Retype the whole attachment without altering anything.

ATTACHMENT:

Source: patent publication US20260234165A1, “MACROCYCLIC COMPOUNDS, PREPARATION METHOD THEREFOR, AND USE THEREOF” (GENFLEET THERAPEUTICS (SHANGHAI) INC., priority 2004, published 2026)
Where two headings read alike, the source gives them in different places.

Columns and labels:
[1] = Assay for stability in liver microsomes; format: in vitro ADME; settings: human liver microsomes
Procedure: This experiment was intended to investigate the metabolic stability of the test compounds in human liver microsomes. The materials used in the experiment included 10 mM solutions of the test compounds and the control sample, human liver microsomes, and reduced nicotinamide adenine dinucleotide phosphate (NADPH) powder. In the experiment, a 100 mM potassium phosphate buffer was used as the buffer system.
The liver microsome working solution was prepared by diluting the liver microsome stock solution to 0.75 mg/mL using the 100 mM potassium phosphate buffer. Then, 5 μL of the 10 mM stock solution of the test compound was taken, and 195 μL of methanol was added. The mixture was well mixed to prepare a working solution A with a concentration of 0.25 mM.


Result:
Source: patent publication US20260234165A1, “MACROCYCLIC COMPOUNDS, PREPARATION METHOD THEREFOR, AND USE THEREOF” (GENFLEET THERAPEUTICS (SHANGHAI) INC., priority 2004, published 2026)
Where two headings read alike, the source gives them in different places.

Columns and labels:
[1] = Assay for stability in liver microsomes; format: in vitro ADME; settings: human liver microsomes
Procedure: This experiment was intended to investigate the metabolic stability of the test compounds in human liver microsomes. The materials used in the experiment included 10 mM solutions of the test compounds and the control sample, human liver microsomes, and reduced nicotinamide adenine dinucleotide phosphate (NADPH) powder. In the experiment, a 100 mM potassium phosphate buffer was used as the buffer system.
The liver microsome working solution was prepared by diluting the liver microsome stock solution to 0.75 mg/mL using the 100 mM potassium phosphate buffer. Then, 5 μL of the 10 mM stock solution of the test compound was taken, and 195 μL of methanol was added. The mixture was well mixed to prepare a working solution A with a concentration of 0.25 mM.